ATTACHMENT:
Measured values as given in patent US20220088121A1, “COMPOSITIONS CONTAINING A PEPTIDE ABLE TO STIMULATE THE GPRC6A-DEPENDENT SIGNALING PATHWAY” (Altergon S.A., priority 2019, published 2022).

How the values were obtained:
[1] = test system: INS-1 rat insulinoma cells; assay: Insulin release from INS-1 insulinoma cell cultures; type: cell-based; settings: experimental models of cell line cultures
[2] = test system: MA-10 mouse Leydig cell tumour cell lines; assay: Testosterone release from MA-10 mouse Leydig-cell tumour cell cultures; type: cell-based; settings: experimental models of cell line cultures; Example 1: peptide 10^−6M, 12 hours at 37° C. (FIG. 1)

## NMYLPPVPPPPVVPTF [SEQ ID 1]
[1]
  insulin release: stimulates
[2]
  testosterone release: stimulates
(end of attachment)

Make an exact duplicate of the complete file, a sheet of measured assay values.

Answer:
Measured values as given in patent US20220088121A1, “COMPOSITIONS CONTAINING A PEPTIDE ABLE TO STIMULATE THE GPRC6A-DEPENDENT SIGNALING PATHWAY” (Altergon S.A., priority 2019, published 2022).

How the values were obtained:
[1] = test system: INS-1 rat insulinoma cells; assay: Insulin release from INS-1 insulinoma cell cultures; type: cell-based; settings: experimental models of cell line cultures
[2] = test system: MA-10 mouse Leydig cell tumour cell lines; assay: Testosterone release from MA-10 mouse Leydig-cell tumour cell cultures; type: cell-based; settings: experimental models of cell line cultures; Example 1: peptide 10^−6M, 12 hours at 37° C. (FIG. 1)

## NMYLPPVPPPPVVPTF [SEQ ID 1]
[1]
  insulin release: stimulates
[2]
  testosterone release: stimulates